Kane ached, and he clutched the roots that had slowed him. The thunder of the landslide faded, but he couldn’t tell if it was because the avalanche had passed
him by or because he had been entombed beneath a wall of soil. All he knew was that darkness had engulfed him, and the only sensations he possessed were the firing of his nerves as muscles, skin and bone all protested their mistreatment. Just before he pulled up the urge to relax and sleep in the burial mound the Pocono mountain had constructed for him, he remembered the leering, cheerful face that Thrush had stolen from him, and how it would now be used to place Brigid, Grant and all his other friends back at Cerberus in grave peril.

The dirt was heavy across his shoulders, and his arms twitched as he fought to push above the blanket of debris. He grit his teeth, feeling his tomb crack and pour off his back. Finally his head burst above the soil that had engulfed him. He gasped down fresh air and pushed and writhed until he’d cleared enough dirt away so that he could breathe easily.

The air was still cloudy, but Kane could see a dim flare of sunlight through it. Soon enough, though, the cold air would drift down from the mountaintop. Already his cheeks could feel a chill.

Kane sighed. For now, at least, the tomb that had threatened to smother him was a shelter, blocking out the frigid air before it could rob even more life from his exhausted limbs.

“Rest a few moments,” Kane muttered. “Let everything settle down, stay warm.”

He wanted to blink, but he knew that if he slept, he’d lose daylight. Fighting his way to a warmer altitude
while half naked and beset by mountain cold was going to be hard enough while he could see and be warmed by the sun’s nurturing rays. In darkness, he’d be facing a cold he could never outrun.

Just until my arms and legs stop twitching, he promised himself, not even allowing himself to blink for fear that sleep would overtake him.

He had to stay awake in order to get back to Cerberus.

Kane didn’t have any proof right now, but he knew in his heart of hearts that Thrush, the faker who had donned his skin and flaunted it before him, had inspired the avalanche.

Right now, the doppelganger was looking at the scar he’d carved into the mountain, and was wondering if the landslide had buried him, or if Kane still lived.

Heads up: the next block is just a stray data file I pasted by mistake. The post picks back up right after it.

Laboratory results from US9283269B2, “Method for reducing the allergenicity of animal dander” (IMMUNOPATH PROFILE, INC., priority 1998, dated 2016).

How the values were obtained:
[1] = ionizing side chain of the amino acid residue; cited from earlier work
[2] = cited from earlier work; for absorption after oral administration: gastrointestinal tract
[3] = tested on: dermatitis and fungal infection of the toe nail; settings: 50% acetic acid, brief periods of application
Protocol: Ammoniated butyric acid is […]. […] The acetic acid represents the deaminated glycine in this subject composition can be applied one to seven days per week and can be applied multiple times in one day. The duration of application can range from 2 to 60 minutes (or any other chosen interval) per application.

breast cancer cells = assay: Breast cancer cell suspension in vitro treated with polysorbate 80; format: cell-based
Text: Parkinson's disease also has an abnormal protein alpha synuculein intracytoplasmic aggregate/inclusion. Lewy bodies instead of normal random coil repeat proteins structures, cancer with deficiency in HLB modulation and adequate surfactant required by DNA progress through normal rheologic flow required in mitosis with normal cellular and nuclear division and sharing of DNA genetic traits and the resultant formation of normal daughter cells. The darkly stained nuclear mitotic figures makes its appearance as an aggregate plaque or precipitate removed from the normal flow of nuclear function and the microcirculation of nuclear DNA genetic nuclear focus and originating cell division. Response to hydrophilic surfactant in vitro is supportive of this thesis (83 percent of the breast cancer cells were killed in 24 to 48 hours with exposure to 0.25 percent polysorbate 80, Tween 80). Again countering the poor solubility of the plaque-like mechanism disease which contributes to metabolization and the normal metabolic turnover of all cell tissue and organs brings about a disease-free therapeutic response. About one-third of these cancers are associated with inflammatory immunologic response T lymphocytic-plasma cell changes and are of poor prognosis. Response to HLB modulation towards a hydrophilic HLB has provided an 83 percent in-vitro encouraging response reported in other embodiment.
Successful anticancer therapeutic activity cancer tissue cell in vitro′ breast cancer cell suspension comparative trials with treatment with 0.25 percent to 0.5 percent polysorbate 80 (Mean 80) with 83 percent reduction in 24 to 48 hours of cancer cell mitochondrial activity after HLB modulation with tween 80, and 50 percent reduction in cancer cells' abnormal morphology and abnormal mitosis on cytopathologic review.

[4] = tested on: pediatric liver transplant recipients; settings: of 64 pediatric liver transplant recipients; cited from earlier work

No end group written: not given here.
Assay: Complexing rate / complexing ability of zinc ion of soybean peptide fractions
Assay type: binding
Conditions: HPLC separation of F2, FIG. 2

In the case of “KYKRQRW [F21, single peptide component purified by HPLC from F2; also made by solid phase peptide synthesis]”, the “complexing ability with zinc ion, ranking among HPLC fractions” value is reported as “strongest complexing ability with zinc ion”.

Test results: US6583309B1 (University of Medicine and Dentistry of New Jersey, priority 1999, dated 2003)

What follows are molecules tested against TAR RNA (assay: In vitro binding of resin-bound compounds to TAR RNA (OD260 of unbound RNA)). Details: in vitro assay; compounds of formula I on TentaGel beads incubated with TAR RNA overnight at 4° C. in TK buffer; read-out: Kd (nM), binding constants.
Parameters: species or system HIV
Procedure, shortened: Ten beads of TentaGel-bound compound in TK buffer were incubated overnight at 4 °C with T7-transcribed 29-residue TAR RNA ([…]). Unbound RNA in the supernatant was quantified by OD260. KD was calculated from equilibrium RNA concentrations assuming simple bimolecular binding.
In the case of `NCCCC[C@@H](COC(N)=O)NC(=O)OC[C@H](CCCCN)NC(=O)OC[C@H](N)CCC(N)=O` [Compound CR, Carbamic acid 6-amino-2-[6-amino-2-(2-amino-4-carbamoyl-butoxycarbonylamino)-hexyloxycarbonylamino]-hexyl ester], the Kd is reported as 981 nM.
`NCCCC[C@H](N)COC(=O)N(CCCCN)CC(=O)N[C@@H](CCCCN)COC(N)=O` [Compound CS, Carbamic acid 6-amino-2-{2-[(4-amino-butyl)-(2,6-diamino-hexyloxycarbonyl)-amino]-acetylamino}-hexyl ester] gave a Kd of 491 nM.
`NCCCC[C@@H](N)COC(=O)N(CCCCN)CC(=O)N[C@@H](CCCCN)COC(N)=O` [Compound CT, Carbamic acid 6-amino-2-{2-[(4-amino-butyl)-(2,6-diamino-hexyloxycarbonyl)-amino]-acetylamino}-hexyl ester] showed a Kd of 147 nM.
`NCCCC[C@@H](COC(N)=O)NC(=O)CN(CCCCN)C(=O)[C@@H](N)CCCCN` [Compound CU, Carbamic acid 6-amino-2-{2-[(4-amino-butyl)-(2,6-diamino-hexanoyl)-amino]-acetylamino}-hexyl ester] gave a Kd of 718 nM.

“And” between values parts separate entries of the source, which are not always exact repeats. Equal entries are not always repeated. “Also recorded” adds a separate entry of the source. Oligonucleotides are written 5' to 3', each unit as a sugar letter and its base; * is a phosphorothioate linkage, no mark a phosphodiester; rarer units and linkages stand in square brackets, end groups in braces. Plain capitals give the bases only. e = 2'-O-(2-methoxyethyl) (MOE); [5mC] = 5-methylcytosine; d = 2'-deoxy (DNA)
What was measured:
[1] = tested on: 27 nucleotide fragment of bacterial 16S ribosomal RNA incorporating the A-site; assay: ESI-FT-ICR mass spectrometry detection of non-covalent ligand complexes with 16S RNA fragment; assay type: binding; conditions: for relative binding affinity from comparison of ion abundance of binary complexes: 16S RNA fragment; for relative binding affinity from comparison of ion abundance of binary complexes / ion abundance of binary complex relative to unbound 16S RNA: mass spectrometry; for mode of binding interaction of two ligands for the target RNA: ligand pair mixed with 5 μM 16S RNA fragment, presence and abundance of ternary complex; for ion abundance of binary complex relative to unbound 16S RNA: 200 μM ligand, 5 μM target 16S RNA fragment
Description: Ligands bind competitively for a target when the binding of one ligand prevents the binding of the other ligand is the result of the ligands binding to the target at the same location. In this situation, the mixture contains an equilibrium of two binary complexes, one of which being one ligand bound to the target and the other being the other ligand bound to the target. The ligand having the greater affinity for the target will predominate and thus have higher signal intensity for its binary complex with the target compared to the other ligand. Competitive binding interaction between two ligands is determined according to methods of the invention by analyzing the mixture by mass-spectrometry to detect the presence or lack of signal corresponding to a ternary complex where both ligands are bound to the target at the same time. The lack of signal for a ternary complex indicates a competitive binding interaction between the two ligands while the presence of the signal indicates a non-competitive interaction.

Kane clenched his fist beneath the dirt, then shrugged his arm free from the tomb. The pain had dulled from fire in his muscles to a constant throb. He pried himself out of the soil and stood, looking up the mountain, grimacing over the fact that he couldn’t see through the airborne debris.

“I’m still alive, Thrush,” Kane growled.

His legs wobbled, rubbery beneath him, and his mouth was dry and parched. Already his arms were tingling, bitten by the crisp mountain air. He’d need water, food, rest, medical attention.

But for now, anger at the false-faced usurper would be the fuel to keep him warm, to push his steps, first downhill then back to the parallax point.

Even if there were a hundred Fomorians between him and Cerberus, Kane had to get through them.

He started his trek into the half-buried valley.

 

F
OR THE SPACE
of a few moments, Bres the Beautiful was happy again. Most of his millennia-long lifespan had been spent in a state of numbness. It was why he was such a beautiful-faced and perfect-bodied being while his touch only mutated and deformed others to release their power. He had been given a gift, a power that had been buried deep within the core of his being. The joy of this present, handed to him by the Dragon King Enlil, was that he was immortal. No amount of force could slay him, and the spark of fire that motivated his body would never burn out.

There had been a curse to this gift, however. Nothing short of the kind of strength and brutality that could flay his everlasting flesh produced a sensation strong enough for him to feel. Brushing his hand through broken glass yielded the same numb feeling of lifeless fingers as it would running through the silken hair of a gorgeous lover. No pleasure would ever be great enough for him to be teased or tickled again, while it would take the strength of giants to cause him enough harm to savor the sting of parting flesh and snapping bone.

It was why he was so beloved of the Fomorians. Not only had Bres unleashed the might within their genetic code, the bestial force that had been constructed by the Annunaki to wage their war with the Tuatha de Danaan,